A wag (Moore’s word, I’d prefer something like a ‘fool’) thought that the suggestion that a game like rugby league would have any social, historical or social significance was so ludicrous that he/she suggested an appropriate and mocking essay subject: “Whither the squirrel grip: issues of gender, indentity and discourse in rugby league 1979 – 1989.”
For those who don’t know what a squirrel grip is, suffice to say it is painful, especially around the groin area, and was/is a favourite form of punishment meted out by enforcers to curtail the free running of more gifted and skilled opponents.
Ouch! It hurts even to think about it.
Now back to John Fahey.
The former premier gave a fascinating account of his playing and coaching days for Canterbury Bankstow, Camden and Oakdale in the Country Rugby League. He remains a patron and director of the Men in League and the chairman of the Australian Rugby League Development committee.
As Premier, Fahey cancelled the Newcastle Knights $3 million debt over the development of their stadium. As he pointed out, Parramatta and the Eastern Suburbs got their stadiums for nothing. Why did Newcastle have to pay out for theirs when they contributed so much to their community?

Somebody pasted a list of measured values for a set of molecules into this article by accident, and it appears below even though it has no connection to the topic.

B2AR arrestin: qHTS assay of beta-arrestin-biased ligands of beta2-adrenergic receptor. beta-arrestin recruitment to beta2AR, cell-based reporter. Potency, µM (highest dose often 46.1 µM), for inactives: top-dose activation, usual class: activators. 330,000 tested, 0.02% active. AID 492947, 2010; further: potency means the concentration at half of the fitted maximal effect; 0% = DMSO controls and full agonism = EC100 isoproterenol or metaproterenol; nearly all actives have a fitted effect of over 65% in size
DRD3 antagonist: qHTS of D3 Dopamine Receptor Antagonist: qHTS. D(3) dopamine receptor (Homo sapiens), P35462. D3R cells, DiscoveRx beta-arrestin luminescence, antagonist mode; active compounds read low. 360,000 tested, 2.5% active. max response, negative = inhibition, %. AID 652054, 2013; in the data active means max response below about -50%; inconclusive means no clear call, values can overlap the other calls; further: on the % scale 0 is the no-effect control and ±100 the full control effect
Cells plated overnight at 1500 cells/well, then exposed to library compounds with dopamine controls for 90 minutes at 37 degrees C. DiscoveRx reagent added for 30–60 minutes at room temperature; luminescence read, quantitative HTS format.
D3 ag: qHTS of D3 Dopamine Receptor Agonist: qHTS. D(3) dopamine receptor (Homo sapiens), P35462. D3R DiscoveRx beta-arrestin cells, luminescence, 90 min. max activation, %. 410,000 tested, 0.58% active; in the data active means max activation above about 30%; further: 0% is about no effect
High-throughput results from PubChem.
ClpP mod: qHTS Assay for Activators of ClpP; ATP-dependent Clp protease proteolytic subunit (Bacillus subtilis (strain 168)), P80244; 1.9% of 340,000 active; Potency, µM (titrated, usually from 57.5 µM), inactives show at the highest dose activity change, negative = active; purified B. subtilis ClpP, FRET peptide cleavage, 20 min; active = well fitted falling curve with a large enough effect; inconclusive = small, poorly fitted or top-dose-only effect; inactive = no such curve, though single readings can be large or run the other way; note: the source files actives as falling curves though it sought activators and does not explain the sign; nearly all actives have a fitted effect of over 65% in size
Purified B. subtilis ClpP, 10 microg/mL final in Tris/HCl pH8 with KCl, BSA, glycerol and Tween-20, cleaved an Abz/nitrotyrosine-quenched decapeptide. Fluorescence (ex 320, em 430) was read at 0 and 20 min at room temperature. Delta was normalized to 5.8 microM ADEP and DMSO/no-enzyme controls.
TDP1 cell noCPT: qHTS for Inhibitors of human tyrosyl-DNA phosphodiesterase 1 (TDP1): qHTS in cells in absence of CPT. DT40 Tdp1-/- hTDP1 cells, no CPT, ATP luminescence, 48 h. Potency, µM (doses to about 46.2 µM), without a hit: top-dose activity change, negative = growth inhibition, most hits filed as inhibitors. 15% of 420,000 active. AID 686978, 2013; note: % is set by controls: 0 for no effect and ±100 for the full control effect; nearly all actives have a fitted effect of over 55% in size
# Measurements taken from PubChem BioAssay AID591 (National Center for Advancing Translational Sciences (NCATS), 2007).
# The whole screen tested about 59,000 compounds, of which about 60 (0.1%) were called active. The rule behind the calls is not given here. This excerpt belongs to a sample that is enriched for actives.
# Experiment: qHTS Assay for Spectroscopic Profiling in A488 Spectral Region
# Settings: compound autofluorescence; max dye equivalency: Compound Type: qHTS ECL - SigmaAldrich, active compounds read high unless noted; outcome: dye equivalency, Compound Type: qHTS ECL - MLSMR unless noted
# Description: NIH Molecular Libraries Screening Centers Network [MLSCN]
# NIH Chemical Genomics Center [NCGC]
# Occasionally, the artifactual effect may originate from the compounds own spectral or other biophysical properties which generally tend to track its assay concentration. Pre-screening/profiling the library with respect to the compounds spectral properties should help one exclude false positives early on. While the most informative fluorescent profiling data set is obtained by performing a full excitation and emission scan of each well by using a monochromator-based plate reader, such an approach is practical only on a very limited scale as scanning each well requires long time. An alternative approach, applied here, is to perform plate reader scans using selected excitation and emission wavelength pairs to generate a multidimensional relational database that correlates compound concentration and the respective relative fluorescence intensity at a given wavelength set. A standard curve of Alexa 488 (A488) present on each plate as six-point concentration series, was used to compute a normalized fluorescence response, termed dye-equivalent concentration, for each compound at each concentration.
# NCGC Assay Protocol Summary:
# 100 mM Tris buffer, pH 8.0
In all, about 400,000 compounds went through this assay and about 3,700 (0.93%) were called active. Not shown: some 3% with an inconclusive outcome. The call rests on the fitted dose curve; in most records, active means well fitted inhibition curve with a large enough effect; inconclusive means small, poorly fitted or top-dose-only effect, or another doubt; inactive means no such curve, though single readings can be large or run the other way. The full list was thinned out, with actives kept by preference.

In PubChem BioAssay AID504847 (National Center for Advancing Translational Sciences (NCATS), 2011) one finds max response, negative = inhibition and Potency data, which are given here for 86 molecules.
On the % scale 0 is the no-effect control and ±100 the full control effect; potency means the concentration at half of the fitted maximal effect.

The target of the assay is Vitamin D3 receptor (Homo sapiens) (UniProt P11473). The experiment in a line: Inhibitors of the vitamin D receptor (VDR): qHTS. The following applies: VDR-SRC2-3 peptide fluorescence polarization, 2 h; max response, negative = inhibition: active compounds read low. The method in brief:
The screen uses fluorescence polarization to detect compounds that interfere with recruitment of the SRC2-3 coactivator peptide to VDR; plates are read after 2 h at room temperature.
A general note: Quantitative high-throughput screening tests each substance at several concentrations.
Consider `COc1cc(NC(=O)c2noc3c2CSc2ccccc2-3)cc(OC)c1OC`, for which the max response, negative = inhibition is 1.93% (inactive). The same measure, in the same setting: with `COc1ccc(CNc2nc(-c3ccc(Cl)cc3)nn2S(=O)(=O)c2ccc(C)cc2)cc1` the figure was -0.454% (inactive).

Interestingly, Fahey was born in New Zealand and represented Wellington in the midget grade before an All Blacks – Wallabies Test in 1955.
The family came to Sydney not long after. Sister Kevin at St Anthony’s Convent at Picton selected and coached him in his first rugby league match.
Fahey was moving when he explained his early experiences of the game: the smell of rubbing lard on the ball, putting petroleum jelly on his knees to ease the pain of scrapping them on concrete hard grounds (“we have made orthopedic surgeons wealthy men”), and making their own goal posts.
He raised some interesting talking points for his audience and the wider rugby league community to consider. The change to the 6-tackle rule is the most significant change to the code, allowing for a ‘fast and furious’ game.
The rule forced rugby league players to learn how to kick. This explains, in his opinion, the success of many of the converts from rugby union in the 1960s: Phil Hawthorne, Phil Smith and John Brass among others.
Bob McCarthy was the ‘most influential’ player in his lifetime. McCarthy was big, extremely fast and powerful, and was a forward/back rolled into one player.